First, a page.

The Players Theatre is currently alive with the sound of music, thanks to The Radicalization of Rolfe, a new play by Andrew Bergh currently on at this year’s New York International Fringe Festival. Taking on one of the most iconic shows in history from an unexpected perspective, this witty yet hard-hitting play is sure to appeal to anyone who knows their Do-Re-Mi's.
Directed by Abigail Zealey Bess, The Radicalization of Rolfe is a retelling of Rodgers and Hammerstein’s classic musical The Sound of Music from the perspective of Rolfe Gruber (Logan Sutherland), the teenage—17 going on 18, to be precise—messenger boy whose budding romance with Liesl von Trapp goes awry as he shifts his allegiance to the Nazi Party. Bringing in other minor characters from the classic tale, including the von Trapp’s domestic staff Franz (Jay Patterson) and Frau Schmidt (Polly Adams) and Nazi leader Hans Zeller (Dominic Comperatore), the play tells the story of Rolfe’s growing allegiance to the Nazi party—and the hidden “deviant” feelings that could put his bright Aryan future in jeopardy.
Set against the backdrop of the classic musical’s dramatic arc, there are plenty of knowing winks to the audience here to entertain Sound of Music fans. The off-stage actions of the von Trapps are constantly mentioned, from the governess’ arrival to the von Trapp children’s musical education, and tiny references abound—at one point, Rolfe declares that Liesl “smells clean and bright, like edelweiss,” while Frau Schmidt praises Maria’s “confidence.” Though these references certainly stand out, they don’t feel out of place with the rest of the play, whose witty tone makes the show a pleasure to watch. As the titular character, Sutherland brings an easy charisma to Rolfe, making him a far more endearing character than his original Sound of Music counterpart.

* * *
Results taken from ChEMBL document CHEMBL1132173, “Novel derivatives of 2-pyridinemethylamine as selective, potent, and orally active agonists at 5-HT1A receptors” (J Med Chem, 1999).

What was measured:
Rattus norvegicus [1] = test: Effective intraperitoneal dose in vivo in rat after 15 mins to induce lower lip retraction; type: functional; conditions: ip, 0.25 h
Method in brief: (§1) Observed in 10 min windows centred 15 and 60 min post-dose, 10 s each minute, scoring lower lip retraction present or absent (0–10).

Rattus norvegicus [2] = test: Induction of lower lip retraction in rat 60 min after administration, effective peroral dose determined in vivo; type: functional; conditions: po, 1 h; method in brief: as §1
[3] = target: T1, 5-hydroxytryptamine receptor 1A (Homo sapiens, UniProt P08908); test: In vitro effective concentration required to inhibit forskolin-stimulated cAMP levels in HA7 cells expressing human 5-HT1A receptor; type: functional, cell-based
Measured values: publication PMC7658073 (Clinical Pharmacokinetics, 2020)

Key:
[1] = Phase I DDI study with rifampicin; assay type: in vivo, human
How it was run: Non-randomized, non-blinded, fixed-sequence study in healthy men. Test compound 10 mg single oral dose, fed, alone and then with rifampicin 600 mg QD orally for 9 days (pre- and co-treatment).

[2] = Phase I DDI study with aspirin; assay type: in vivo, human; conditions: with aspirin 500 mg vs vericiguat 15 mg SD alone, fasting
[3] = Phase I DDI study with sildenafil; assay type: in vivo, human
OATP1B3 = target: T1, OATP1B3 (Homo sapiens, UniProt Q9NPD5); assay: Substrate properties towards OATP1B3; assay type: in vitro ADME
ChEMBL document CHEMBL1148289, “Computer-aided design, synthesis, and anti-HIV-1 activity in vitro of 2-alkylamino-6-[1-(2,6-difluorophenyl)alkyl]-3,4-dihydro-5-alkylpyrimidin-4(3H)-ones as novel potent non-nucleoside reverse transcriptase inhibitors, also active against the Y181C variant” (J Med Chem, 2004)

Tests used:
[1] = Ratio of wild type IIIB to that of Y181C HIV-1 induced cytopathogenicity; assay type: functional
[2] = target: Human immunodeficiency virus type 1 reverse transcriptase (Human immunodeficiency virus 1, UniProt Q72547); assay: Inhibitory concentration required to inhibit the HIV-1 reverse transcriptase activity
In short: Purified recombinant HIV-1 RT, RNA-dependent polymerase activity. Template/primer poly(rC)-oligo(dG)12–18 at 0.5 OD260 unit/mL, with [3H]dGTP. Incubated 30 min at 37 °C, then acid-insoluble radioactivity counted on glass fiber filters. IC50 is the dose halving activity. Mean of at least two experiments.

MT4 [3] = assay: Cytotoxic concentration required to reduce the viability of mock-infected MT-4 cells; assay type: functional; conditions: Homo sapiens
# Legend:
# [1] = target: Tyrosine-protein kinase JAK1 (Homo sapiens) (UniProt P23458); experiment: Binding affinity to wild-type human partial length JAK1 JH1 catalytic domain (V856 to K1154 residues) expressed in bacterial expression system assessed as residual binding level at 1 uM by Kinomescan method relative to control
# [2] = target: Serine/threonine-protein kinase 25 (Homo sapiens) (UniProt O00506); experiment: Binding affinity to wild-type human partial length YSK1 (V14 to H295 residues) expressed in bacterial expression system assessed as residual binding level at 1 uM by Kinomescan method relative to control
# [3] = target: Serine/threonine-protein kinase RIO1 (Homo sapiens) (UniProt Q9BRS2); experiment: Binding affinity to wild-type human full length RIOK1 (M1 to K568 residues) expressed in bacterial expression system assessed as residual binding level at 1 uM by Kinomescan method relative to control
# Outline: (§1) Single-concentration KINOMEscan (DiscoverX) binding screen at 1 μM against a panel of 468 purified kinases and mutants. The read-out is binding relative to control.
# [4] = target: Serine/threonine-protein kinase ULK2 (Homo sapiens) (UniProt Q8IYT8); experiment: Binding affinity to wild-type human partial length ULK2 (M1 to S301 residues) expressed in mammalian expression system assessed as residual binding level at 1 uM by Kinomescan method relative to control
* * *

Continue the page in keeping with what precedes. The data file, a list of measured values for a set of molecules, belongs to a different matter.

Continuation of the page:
At the same time, though, the production deals with some heavy subject matter, and The Radicalization of Rolfe manages to balance its wit and cheery showtune references perfectly with its weighty take on the Nazi Party’s rise. The production shows the dangerous allure of the Nazi Party for Rolfe, as he believes it will help him secure professional success, while the tender happiness Rolfe finds in his forbidden homosexual relationship makes the terrifying consequences of the Party’s rise all too clear. This nuanced view humanizes Rolfe while never sugarcoating the material, and the production unsettles even as it entertains. This balance between light and dark is perfectly struck by Comperatore as Herr Zeller, whose dryly humorous portrayal feels at once charismatic and deeply sinister.
Though they’re mostly known now for being light, escapist fare, Rodgers and Hammerstein’s shows used musical theatre to explore heavy themes of societal intolerance that pervaded their post-war society—and unfortunately still feel relevant today. By tapping into both the joy of the original musical and the darker themes that lie beneath, The Radicalization of Rolfe captures Rodgers and Hammerstein’s iconic work in both spirit and subject, evolving it into a clever, nuanced work that may become one of your "favorite things" at this year's Fringe.